“Your Best One” is Perfectly Alright at Capital Repertory Theatre
Capital Repertory Theatre is presenting the East Coast Premiere of “Your Best One” selected from its Next Act new play festival which happens every June. The playwright Meridith Friedman has dozens of development and production credits at theaters across the country. In the opening scene, we see Richard (James Lloyd Reynolds), an internist, back in the upscale kitchen of David (Michael McCorry Rose), his lover who he left seven years ago on the eve of their adopting a boy. The boy is now a 14-year-old sophomore Josh (Jake Goodman) who wants to be an actor. Richard has picked up clues from social media that all is not well with David’s health and makes the arduous trip out to see him. His worst fears are realized when David tells him that he has pancreatic cancer. Richard recommends a specialist in the area who is out of David’s network but secures a blank check from his father Oscar (Lenny Wolpe) who always liked David which causes great concern from Richard’s sister Laura (Kate Wetherhead). She is a lawyer in Hong Kong going through a divorce and is very concerned about how much money is coming out of their father’s estate with this extraordinary charitable gesture.
There are many, many Broadway credits in the resumes of these five enormously appealing performers and the only one without one, local theater wunderkind Jake Goodman, is on the countdown clock. They are playing lovely people who are managing as best they can to get through some of life’s challenges. There are off-hand, troubling moments like when we see a lie being told to the elderly or when an infidelity is rashly used in a social conversation to wound but for the most part, these are exceptionally nice people who care for one another and want the best for each other. You have questions about whether David will be ok or why Richard left in the first place and the play rewards your interest and attention to these five gifted individuals with charming, heartfelt stories like when David brought Josh to first grade and to avoid the tantrums that would happen with their separation at the beginning of the school day stayed in the boy’s class for days.
Michael McCorry Rose is very affecting in that monologue and powerfully good in his parenting skills. James Lloyd Reynolds is stalwart throughout and earns our sympathies through the course of the evening and we only want the best for him by the final scene, a tricky transition as the entire play is built around his return after an unexplained exit. Josh Goodman is as enormously appealing as ever and, if anything, is too poised to play a 15-year-old. He is also given the opportunity to sing “O What a Beautiful Morning” and we are all the better for it. Kate Wetherhead has perhaps the edgiest character but wins our love with her melting at the acknowledgment that her father had made her executor of his estate. Lenny Wolpe has a couple of cozy scenes in his apartment and is especially appealing reminiscing about Celeste Holm in “Oklahoma!” at the St. James Theatre. It is a great honor to have him on theREP’s stage.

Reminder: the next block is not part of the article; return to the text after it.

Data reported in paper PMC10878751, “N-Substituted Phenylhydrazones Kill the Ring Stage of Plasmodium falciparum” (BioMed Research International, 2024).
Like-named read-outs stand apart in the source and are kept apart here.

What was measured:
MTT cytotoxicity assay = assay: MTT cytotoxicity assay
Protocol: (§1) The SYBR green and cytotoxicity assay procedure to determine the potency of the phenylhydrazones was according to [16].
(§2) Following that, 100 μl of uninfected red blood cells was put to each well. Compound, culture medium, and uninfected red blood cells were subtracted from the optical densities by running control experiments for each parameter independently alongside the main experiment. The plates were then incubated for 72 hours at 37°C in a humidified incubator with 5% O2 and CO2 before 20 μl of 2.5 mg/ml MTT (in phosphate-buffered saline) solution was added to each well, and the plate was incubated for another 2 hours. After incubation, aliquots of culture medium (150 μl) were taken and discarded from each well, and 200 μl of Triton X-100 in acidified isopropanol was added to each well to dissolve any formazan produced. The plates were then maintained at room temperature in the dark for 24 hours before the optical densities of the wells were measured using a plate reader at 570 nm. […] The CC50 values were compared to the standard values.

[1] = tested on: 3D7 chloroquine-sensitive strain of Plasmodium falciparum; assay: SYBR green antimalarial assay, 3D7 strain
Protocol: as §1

There are many issues raised: comprehensive health care for all, elder care, gay families… among others but they are all presented glancingly and nothing is delved into with any depth or specificity. Many scenes sidle up to confrontations and threaten to get messy but they are quickly resolved and we are on to the next.
The physical production is very simple but still lives up to theREP’s very high standards. There is a kitchen island center stage with a large wall behind which takes on photographs of the kitchen, a hospital or airport waiting area as need be. That wall opens up revealing Oscar’s apartment on a platform when necessary. Set and projections are by Caite Hevner with lighting design by Rob Denton, Alejo Vietti has done the attractive and appropriate contemporary casual clothing. Gordon Greenberg returns to theREP as the director of this production and has given the evening a brisk, heartfelt performance that will charm you.
“Your Best One” does not quite live up to its title for theREP but it is a very entertaining sketch of a play told by consummate professionals that should spark conversation. We were told in the curtain speech by Artistic Director Maggie Mancinelli-Cahill that the play was chosen from hundreds by 25 readers who passed the play along a chain of eliminations in the Next Act process. Perhaps this selection by committee approach rewarded a play that could garner consensus. You can find out the first week in June when Next Act returns and argue for more singular, troubling and provocative voices…if that’s what you’re looking for in your theater.
Through February 9